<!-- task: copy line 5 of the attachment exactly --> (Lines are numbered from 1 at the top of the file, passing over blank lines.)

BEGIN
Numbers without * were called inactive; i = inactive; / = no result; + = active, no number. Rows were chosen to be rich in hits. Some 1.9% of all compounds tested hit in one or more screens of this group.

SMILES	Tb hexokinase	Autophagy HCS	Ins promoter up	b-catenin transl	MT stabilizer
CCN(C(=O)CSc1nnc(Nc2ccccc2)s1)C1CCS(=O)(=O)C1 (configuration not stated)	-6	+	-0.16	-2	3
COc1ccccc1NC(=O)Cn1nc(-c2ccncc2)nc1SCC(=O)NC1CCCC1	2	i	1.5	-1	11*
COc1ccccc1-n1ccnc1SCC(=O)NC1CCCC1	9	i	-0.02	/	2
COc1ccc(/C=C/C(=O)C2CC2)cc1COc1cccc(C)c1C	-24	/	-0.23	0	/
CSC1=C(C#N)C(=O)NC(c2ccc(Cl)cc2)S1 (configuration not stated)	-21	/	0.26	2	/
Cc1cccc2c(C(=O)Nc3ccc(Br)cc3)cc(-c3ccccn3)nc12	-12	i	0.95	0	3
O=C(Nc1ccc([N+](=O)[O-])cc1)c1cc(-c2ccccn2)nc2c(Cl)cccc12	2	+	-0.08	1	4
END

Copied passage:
COc1ccccc1-n1ccnc1SCC(=O)NC1CCCC1	9	i	-0.02	/	2